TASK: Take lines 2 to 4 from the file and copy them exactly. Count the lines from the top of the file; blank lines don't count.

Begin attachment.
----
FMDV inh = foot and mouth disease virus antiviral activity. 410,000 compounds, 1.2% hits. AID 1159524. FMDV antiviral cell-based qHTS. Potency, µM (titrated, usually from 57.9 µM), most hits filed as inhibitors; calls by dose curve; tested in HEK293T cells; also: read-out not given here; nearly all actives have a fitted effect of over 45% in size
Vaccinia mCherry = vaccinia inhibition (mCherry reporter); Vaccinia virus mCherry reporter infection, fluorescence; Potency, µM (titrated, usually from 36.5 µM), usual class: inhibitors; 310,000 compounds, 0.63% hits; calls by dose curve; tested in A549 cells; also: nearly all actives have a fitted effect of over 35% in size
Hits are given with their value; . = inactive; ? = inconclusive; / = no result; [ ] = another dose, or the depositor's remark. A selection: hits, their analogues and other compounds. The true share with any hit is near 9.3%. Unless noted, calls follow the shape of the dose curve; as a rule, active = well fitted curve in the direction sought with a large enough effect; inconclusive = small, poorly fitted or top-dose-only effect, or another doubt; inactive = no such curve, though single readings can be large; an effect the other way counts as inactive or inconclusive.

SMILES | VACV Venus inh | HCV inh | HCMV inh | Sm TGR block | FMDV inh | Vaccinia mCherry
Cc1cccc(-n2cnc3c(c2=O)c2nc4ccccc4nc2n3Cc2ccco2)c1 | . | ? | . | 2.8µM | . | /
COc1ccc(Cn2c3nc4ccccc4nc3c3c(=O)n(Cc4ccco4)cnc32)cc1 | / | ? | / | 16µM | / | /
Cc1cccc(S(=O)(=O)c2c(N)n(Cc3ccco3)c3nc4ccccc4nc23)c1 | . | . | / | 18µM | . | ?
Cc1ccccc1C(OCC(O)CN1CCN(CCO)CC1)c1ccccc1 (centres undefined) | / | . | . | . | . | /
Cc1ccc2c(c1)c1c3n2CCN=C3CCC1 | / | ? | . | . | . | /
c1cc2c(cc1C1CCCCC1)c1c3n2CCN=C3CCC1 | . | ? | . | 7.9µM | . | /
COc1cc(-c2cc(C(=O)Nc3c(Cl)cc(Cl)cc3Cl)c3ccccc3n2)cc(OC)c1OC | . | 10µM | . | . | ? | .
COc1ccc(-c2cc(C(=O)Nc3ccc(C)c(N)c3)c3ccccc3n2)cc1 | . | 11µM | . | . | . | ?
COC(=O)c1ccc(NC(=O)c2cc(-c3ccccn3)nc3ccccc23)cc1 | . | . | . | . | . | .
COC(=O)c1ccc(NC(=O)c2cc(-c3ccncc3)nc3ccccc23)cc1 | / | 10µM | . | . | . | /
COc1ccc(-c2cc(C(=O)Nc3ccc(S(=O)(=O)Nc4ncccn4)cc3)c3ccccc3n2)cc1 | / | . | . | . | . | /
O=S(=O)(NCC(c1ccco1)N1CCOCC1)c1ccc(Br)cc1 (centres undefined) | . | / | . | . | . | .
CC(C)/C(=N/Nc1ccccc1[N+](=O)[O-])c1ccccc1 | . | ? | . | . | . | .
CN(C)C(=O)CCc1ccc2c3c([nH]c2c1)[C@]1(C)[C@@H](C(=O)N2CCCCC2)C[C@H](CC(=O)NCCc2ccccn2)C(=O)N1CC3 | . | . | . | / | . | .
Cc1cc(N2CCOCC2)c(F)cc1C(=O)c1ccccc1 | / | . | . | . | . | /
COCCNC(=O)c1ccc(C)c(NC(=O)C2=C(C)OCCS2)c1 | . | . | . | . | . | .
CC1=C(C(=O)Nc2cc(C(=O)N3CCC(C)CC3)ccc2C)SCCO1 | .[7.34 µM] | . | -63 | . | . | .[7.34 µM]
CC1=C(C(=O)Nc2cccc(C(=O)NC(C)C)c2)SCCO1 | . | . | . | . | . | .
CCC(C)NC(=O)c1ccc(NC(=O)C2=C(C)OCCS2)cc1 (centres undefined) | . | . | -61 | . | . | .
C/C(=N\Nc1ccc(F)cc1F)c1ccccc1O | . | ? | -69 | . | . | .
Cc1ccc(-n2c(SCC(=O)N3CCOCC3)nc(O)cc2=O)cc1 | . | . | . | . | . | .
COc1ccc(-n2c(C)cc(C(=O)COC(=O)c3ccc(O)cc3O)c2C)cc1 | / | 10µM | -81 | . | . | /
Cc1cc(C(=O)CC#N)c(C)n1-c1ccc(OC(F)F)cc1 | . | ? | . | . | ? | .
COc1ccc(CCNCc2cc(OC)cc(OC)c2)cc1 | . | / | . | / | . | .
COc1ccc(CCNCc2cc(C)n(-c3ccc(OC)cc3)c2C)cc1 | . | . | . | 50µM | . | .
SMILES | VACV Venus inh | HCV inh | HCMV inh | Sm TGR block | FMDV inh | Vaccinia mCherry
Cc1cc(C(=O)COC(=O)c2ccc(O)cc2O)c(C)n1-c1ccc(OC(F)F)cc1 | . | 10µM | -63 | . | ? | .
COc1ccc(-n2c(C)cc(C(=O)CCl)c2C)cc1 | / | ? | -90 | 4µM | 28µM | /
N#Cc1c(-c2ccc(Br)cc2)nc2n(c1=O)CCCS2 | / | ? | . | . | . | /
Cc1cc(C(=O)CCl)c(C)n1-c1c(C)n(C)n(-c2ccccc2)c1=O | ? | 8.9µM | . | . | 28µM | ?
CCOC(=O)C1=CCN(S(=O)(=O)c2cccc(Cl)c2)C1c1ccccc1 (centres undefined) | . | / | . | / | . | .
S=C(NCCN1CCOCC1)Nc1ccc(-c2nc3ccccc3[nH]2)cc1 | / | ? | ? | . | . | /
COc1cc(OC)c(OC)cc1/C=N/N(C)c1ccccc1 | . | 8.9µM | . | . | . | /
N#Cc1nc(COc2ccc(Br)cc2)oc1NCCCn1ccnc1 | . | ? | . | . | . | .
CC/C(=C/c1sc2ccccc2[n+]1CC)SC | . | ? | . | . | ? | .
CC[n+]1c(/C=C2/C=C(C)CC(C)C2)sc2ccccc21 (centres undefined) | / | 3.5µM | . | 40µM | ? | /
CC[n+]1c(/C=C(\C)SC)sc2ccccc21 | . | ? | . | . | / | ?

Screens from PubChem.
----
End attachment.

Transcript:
Vaccinia mCherry = vaccinia inhibition (mCherry reporter); Vaccinia virus mCherry reporter infection, fluorescence; Potency, µM (titrated, usually from 36.5 µM), usual class: inhibitors; 310,000 compounds, 0.63% hits; calls by dose curve; tested in A549 cells; also: nearly all actives have a fitted effect of over 35% in size
Hits are given with their value; . = inactive; ? = inconclusive; / = no result; [ ] = another dose, or the depositor's remark. A selection: hits, their analogues and other compounds. The true share with any hit is near 9.3%. Unless noted, calls follow the shape of the dose curve; as a rule, active = well fitted curve in the direction sought with a large enough effect; inconclusive = small, poorly fitted or top-dose-only effect, or another doubt; inactive = no such curve, though single readings can be large; an effect the other way counts as inactive or inconclusive.

SMILES | VACV Venus inh | HCV inh | HCMV inh | Sm TGR block | FMDV inh | Vaccinia mCherry